The Institute for Muslim Mental Health is committed to optimizing the Muslim community’s emotional health and well being by mobilizing a network of mental health professionals to ensure all American Muslims have access to high-quality resources.
Our model is to train and mobilize mental health professionals as well as generate scholarly research and knowledge to better serve the community.
This Ramadan, make a gift to support Muslim mental health professionals.
The state-issued shelter-in-place and the COVID-19 pandemic have led to many feeling anxious and depressed. The need for mental health professionals has never been more urgent and needed.
We are committed to optimizing the Muslim community's emotional health and well being by mobilizing a network of mental health professionals to ensure all American Muslims have access to high-quality resources. We can’t achieve this without YOUR generous support!
Support mental health professionals care for the community by making a contribution today.
Members of our organization have consulted and developed educational material for the Nathan Kline Research Institute, the National Alliance for Mental Health, the Islamic Society of North America, Lutheran Medical Center, Islamic Networks Group, and the Muslim Consultative Network.
Participate in monthly Work In Progress meetings to learn about research and design methods in MMH
We have developed courses and models to train Imams, Islamic chaplains, and community leaders to recognize severe mental illness, refer to appropriate professionals, and offer basic supportive counseling.
Access to member interest groups to facilitate interaction between various professionals nationwide in the same field.
In collaboration with Yale School of Medicine, we are offering an online cultural competency program that offers 2.0 hours of continuing medical education credits.
The Institute for Muslim Mental Health proudly hosts a two-part webinar series in which scholars share their expertise with community members and mental health professionals, respectively.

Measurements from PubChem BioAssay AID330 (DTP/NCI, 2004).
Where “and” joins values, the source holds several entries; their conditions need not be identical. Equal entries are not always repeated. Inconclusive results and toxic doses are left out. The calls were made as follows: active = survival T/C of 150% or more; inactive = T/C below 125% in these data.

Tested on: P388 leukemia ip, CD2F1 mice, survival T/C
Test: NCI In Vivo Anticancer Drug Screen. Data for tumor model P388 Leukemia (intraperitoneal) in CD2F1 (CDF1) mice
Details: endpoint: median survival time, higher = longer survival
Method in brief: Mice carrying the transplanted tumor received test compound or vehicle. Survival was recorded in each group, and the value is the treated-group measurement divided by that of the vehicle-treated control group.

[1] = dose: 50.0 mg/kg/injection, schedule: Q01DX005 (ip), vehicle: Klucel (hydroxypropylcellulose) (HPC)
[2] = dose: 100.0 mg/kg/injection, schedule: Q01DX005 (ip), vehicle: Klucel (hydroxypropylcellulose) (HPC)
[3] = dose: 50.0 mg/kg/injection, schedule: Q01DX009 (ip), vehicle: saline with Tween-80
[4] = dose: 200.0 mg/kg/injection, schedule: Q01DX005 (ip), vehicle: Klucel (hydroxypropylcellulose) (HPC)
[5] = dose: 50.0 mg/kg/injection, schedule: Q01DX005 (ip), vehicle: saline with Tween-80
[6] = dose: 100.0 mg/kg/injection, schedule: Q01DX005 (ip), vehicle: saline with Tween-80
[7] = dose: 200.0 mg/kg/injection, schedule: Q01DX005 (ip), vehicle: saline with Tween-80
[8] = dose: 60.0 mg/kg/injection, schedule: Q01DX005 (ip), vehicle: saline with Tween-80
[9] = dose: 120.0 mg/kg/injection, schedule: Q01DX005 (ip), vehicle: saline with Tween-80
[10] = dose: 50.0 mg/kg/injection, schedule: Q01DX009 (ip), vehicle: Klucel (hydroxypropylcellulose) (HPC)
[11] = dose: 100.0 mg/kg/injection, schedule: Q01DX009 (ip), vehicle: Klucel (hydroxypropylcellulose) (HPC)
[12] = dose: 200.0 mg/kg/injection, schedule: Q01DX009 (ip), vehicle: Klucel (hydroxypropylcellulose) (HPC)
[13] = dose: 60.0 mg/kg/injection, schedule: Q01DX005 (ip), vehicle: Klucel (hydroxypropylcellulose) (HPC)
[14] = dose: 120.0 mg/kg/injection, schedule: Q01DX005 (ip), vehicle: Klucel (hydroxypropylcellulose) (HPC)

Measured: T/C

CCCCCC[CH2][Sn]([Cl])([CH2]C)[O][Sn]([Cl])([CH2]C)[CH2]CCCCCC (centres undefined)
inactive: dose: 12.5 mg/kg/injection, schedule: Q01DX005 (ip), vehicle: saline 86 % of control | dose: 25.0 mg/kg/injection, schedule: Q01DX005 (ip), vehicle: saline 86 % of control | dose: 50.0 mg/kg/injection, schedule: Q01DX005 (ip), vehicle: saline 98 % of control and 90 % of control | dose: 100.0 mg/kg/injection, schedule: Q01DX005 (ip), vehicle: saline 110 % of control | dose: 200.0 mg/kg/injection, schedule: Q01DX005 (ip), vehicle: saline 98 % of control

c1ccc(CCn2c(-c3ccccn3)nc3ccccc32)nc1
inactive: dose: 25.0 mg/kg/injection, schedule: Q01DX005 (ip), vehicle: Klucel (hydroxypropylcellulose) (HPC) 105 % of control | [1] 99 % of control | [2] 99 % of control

June 6th, 2020
The Institute for Muslim Mental Health (IMMH) unequivocally denounces the systemic racism, anti-Black violence, and structural inequalities that have been embedded into the fabric of our nation since its founding....
Join us in-person or on Zoom, and reconnect with the Muslim mental health professional community!
Mentoring is characterized by the bidirectional exchange of knowledge and skills to promote professional growth and personal gratification. Through meaningful partnerships in learning, Muslim mental health professionals are well equipped to support students, trainees, young professionals and peers. This article provides an overview of Mentorship, Coaching, and Supervision as conceptual learning frameworks supported by evidence-based literature.
A successful mentorship is a partnership in learning – individuals committed to helping one another become fuller versions of themselves. It is a joint venture of sharing responsibility for learning. Good intentions, however, are not enough. Effective mentoring takes time; and in the mentor relationship, time is currency. Mentors donate time – time that could be used to pursue one’s own career goals or to install a new backsplash- to someone else’s career development. Incorporating mentor-specific time management techniques, aligning expectations, and clarifying boundaries gives mentors the ability and availability to contribute to the mentoring partnership in a meaningful way. Consistency, efficiency, and mutual benefit is the best way to ensure the mentorship enjoys a healthy, purposeful existence.
We need YOUR help to help achieve our vision.
There are several ways to get involved and support the work of the Institute for Muslim Mental Health.
1) Professionals - Become a Member
2) Become a Champion - Donate and Support our Institute's work
3) Volunteer & Intern - We have several projects and programs for volunteers and interns to assist with, reach out to us to learn more!
Find a Therapist
If you are feeling disappointed, anxious, and/or worried about the current political climate in the U.S., then this may be a normal (and healthy) reaction. With time, perseverance, and positive action, things should get better.
This directory is a very useful tool to help people find a counselor, therapist, psychologist, and/or psychiatrist throughout North America.